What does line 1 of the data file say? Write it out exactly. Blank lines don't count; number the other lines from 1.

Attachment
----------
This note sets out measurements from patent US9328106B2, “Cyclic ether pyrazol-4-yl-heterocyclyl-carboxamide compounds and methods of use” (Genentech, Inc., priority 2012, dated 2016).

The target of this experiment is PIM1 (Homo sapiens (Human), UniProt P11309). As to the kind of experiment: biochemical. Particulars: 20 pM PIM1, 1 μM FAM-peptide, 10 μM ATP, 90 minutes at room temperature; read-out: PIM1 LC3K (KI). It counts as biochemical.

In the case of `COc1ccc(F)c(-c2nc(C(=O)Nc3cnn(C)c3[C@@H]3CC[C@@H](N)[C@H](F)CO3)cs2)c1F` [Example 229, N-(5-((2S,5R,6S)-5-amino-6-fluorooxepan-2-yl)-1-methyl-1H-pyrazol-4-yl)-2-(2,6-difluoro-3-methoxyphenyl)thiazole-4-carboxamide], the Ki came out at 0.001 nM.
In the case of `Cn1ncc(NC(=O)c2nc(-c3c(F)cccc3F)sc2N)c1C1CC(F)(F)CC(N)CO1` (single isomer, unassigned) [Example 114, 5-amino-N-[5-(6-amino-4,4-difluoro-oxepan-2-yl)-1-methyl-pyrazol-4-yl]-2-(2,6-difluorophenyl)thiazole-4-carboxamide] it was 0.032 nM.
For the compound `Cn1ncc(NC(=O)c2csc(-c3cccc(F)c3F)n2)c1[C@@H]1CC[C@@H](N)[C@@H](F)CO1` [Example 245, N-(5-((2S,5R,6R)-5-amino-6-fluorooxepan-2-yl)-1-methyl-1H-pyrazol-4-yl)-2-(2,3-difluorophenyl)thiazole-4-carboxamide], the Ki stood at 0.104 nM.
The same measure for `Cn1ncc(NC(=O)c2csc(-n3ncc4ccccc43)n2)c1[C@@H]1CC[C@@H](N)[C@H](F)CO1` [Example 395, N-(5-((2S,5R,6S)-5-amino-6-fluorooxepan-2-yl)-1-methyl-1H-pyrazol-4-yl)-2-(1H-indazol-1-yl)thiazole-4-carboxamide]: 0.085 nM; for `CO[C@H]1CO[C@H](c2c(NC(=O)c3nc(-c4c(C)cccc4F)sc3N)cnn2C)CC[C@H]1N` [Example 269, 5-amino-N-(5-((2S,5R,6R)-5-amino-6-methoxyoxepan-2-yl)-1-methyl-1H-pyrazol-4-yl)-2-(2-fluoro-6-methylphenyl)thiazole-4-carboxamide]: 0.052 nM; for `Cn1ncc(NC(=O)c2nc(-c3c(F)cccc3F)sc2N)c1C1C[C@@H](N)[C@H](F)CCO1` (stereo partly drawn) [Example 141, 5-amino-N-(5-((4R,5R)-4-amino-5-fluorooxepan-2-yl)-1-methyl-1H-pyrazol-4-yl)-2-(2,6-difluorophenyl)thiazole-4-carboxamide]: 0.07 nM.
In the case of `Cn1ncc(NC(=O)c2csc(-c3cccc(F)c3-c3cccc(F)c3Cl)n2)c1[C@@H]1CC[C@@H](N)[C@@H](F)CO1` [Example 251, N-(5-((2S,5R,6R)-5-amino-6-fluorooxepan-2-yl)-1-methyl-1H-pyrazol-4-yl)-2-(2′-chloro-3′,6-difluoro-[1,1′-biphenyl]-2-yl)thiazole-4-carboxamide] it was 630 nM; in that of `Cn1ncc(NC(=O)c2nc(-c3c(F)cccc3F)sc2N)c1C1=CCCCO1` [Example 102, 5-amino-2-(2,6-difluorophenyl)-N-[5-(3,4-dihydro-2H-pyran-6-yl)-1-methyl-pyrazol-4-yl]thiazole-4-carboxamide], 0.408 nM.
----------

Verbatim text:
This note sets out measurements from patent US9328106B2, “Cyclic ether pyrazol-4-yl-heterocyclyl-carboxamide compounds and methods of use” (Genentech, Inc., priority 2012, dated 2016).